It’s a given that all-season tires are designed to deliver a quiet, smooth ride and excellent traction regardless of the weather or road conditions. The rubber compounds and tread patterns can withstand a wide range of temperatures and road conditions, including light snow.
Most drivers can get by with just one set of all-season tires because of their versatility, and they don’t have to bother about storing spares or changing them out seasonally.
Tire Rack’s Grand Touring All-Season ratings give Michelin Crossclimate2 tires the top spot. The Crossclimate2 is a popular choice for drivers of sedans, coupes, wagons, crossovers, and SUVs looking for dependable performance on dry, rainy, or even mildly snow-covered roads.
In many cases, the smooth and quiet ride provided by Michelin’s improved tread design has been praised by owners. Compared to other brands, the tire’s centering may be a little shaky at highway speeds of 70 mph or more, but it could be due to other difficulties with their automobiles.
Most drivers say they wouldn’t suggest venturing too far off-road in their Crossclimate2, even though it scored 9.5 on Tire Rack’s 10-point scale for wet road performance and 9.4 on the same measure for dry road performance.
A winter tire’s snow traction is outstanding, but some drivers reported lower fuel economy than they had experienced with their vehicle’s regular tires.
Drivers give Bridgestone’s Turanza Quiettrack tires an “excellent” rating because of their outstanding wet and dry road performance, plush ride quality, and remarkable treadwear lifespan.
However, unlike most all-season tires, the Turanza Quiettrack lacks the grip necessary to safely navigate through snow. Especially if the snow is already compacted and slick, this is the case.
Designed with luxury in mind, Tire Rack’s testing has shown the Turanza Quiettrack to be one of the best all-season on-road tires. It’s worth noting that a small number of drivers have noticed a decrease in overall ride comfort after 30,000 or more miles of driving, although the explanation for this is unclear.
Tire performance after a certain amount of mileage can be affected by a variety of factors, including tire pressure, wheel alignment, and driving style.
With the help of Firestone’s Hydro-Grip tread technology and full-depth grooves, Weathergrip tires can withstand hydroplaning while cutting through the water.
Zig-zag and interlocking groove traction are also dependable in icy circumstances thanks to the high-density sipes. In the heaviest downpours, drivers report a comfortable and secure ride throughout the season…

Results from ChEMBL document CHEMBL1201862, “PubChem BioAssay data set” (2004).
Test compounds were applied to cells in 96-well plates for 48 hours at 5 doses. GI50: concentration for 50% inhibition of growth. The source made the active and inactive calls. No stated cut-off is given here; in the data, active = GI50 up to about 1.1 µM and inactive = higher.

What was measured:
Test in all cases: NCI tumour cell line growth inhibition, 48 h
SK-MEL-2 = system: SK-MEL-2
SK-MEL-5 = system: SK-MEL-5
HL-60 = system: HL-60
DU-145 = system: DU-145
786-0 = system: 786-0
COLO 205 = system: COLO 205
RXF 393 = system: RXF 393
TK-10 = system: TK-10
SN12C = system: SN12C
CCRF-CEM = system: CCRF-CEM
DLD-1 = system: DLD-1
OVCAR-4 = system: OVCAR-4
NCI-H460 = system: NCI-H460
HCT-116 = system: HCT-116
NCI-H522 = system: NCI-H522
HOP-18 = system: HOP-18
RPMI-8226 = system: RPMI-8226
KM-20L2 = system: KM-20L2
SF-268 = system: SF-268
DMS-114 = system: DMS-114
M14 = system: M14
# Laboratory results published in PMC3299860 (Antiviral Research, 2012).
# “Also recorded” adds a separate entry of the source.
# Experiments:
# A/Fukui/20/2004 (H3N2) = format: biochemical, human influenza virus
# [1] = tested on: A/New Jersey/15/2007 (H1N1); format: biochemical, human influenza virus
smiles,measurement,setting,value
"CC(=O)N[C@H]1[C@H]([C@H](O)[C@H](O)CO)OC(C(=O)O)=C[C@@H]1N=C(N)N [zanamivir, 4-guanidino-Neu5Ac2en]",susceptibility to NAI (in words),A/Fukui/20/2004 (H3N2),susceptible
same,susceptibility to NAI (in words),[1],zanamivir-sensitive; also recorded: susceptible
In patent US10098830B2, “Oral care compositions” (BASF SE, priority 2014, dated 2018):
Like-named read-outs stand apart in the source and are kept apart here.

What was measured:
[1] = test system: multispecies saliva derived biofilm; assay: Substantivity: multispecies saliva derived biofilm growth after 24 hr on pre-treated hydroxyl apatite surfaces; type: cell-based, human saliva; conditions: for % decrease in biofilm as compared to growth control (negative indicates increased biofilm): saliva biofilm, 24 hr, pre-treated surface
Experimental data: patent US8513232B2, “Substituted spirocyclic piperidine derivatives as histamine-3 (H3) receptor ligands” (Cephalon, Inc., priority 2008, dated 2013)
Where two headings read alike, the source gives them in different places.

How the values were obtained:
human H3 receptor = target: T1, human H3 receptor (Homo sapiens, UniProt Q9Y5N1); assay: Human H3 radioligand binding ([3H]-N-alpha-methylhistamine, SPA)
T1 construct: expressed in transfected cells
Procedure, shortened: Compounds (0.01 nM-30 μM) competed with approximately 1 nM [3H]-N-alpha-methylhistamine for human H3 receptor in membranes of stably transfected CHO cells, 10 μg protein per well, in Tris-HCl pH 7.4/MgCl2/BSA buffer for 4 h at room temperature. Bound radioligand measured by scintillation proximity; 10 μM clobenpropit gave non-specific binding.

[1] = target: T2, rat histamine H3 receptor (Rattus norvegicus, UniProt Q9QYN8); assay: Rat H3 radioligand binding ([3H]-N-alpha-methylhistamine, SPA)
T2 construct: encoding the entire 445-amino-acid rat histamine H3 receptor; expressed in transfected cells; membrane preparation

In both good and poor ways, the Weathergrip is like a winter tire. According to some reviewers, this tire is extremely stable and grippy in wet or snowy weather conditions but can make a car’s steering seem heavy and slow to respond.
These characteristics are common to winter tires, but drivers acclimated to summer performance rubber will notice them more. Although some drivers complain about the tire’s increased road noise, this is a common trade-off when looking for a tire with the best possible wet-weather traction.
For those looking for an all-weather tire, Goodyear’s Assurance WeatherReady is an excellent choice. While most all-season tires are adequate in snow, Goodyear’s Weather Reactive Technology makes use of 3D Tredlock Technology Blades located in the core of the tire and outboard tread ribs to enhance handling and braking performance.
Goodyear’s Evolving Traction Grooves keep the treads from losing traction as they wear. These tires come with a 6-year, 60,000-mile warranty, however, drivers have complained that their tires had worn down to the low-tread warnings after just 40,000 miles of driving time.
For highway and freeway driving, Assurance WeatherReady tires provide excellent straight-line tracking after a 1,000-mile break-in period. Choosing a tire with improved traction on wet, slushy, or snowy roads comes at the cost of increased road noise and a rougher ride throughout the summer and on warm roads. Having poor dry traction on gravel or dirt roads can trigger your vehicle’s anti-lock brakes (ABS).
The Continental True Contact Tour tire has been tested for 3,409,000 miles by Tire Rack customers, who consider it to be among the best standard touring all-season tires on the market. Overall, the True Contact Tour’s 80,000-mile (T and Hi-speed rated) or 70,000-mile (V-speed rated) lifespan makes it a tough competitor.
This tire’s rubber formula is designed to help with tread life and fuel efficiency while delivering responsive handling and grip in dry, wet, and light snow situations. Conti Comfort Ride adds a layer beneath the tread to absorb and block vibrations, but the tire will still produce more road noise than summer tires, which generally have less siping and smoother tread blocks.
Wide circumferential grooves in True Contact’s tread pattern keep the tires from hydroplaning on wet pavement. If you drive through heavy snow frequently, a good snow tire or the Goodyear Assurance WeatherReady tires described above are your best bets. Continental’s Silane additives help with traction in slippery weather.